The Challenges Ahead For New Jersey Dining

Rising costs for everything from food to labor, plus Covid-19 uncertainty, cloud the restaurant forecast.

future of dining
Illustration by Chris Gash

Back in January, Tim McLoone was running 12 restaurants, including McLoone’s Boathouse in West Orange, Iron Whale in Asbury Park and Robinson Ale House in Red Bank. Then came Covid-19. Only six are open now, surviving mostly on outdoor dining. Two have closed permanently.

“The demand for outdoor dining has been astounding,” McLoone says. “The dilemma is what happens in the fall, when it’s untenable to sit outside. A lot of people won’t make it.”

Weddings and parties once comprised nearly three-quarters of Tom Ingegneri’s business at the antique-laden Cranbury Inn. But weddings have all but disappeared in the pandemic. The Inn, one of the state’s oldest restaurants, closed in March for several months, with Ingegneri eventually reopening and so far holding on.

Over the summer, hospitality professionals played a fraught guessing game as to when Governor Phil Murphy would give a thumbs up to the return of indoor dining at whatever percent of normal capacity. On Monday, August 31, he threw the switch—indoor dining could return at 25 percent of full capacity as of Friday, September 4.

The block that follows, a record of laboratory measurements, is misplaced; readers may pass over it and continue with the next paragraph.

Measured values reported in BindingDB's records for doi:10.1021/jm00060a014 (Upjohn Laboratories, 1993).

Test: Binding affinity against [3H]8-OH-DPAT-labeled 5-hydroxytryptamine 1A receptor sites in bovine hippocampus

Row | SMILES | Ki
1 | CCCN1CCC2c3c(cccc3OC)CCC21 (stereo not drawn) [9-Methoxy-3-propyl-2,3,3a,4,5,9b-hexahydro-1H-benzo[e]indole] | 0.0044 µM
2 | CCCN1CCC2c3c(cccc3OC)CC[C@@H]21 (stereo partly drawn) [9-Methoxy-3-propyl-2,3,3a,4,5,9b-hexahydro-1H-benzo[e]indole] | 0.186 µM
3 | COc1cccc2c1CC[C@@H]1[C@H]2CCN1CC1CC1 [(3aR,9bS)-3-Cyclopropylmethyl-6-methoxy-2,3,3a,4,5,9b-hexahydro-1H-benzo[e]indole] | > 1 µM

That decision, if it holds, moves an enormous needle. Hospitality—restaurants, bars, event venues—comprise one of the largest industries in the state, employing more than 260,000 people. Of course, a second wave of coronavirous infections, a spike traceable to restaurants or bars, and normalcy would again be on hold.

Even without the pandemic, there is little doubt that restaurants are in the midst of a huge disruption. The New Jersey Restaurant and Hospitality Association (NJHRA) has warned of a business fatality rate as high as 30 percent. For eateries that survive, will widely spaced tables, masked servers, sanitation squads and plexiglass partitions become permanent features of the restaurant experience? Will customers remain wary of walking into crowded venues?